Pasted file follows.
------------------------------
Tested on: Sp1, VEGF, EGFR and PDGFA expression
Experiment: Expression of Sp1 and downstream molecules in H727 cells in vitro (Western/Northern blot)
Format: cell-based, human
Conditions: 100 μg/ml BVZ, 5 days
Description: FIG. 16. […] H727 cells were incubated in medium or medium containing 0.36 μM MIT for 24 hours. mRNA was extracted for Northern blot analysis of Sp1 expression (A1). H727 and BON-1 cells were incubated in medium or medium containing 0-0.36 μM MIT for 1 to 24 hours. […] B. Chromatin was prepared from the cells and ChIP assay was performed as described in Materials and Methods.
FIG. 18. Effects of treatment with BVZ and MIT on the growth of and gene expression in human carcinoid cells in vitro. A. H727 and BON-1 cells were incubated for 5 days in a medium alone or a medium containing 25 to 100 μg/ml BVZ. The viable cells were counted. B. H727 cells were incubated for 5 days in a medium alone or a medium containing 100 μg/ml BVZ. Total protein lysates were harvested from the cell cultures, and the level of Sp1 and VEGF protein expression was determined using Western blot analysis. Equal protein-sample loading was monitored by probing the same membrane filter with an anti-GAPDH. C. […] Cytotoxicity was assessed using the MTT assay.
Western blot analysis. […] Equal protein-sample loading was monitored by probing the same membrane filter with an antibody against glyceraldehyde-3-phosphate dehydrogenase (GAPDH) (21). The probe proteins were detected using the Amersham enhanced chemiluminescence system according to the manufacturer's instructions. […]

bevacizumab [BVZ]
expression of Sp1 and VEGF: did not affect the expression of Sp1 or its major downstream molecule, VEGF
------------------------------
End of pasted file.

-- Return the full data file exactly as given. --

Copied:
Tested on: Sp1, VEGF, EGFR and PDGFA expression
Experiment: Expression of Sp1 and downstream molecules in H727 cells in vitro (Western/Northern blot)
Format: cell-based, human
Conditions: 100 μg/ml BVZ, 5 days
Description: FIG. 16. […] H727 cells were incubated in medium or medium containing 0.36 μM MIT for 24 hours. mRNA was extracted for Northern blot analysis of Sp1 expression (A1). H727 and BON-1 cells were incubated in medium or medium containing 0-0.36 μM MIT for 1 to 24 hours. […] B. Chromatin was prepared from the cells and ChIP assay was performed as described in Materials and Methods.
FIG. 18. Effects of treatment with BVZ and MIT on the growth of and gene expression in human carcinoid cells in vitro. A. H727 and BON-1 cells were incubated for 5 days in a medium alone or a medium containing 25 to 100 μg/ml BVZ. The viable cells were counted. B. H727 cells were incubated for 5 days in a medium alone or a medium containing 100 μg/ml BVZ. Total protein lysates were harvested from the cell cultures, and the level of Sp1 and VEGF protein expression was determined using Western blot analysis. Equal protein-sample loading was monitored by probing the same membrane filter with an anti-GAPDH. C. […] Cytotoxicity was assessed using the MTT assay.
Western blot analysis. […] Equal protein-sample loading was monitored by probing the same membrane filter with an antibody against glyceraldehyde-3-phosphate dehydrogenase (GAPDH) (21). The probe proteins were detected using the Amersham enhanced chemiluminescence system according to the manufacturer's instructions. […]

bevacizumab [BVZ]
expression of Sp1 and VEGF: did not affect the expression of Sp1 or its major downstream molecule, VEGF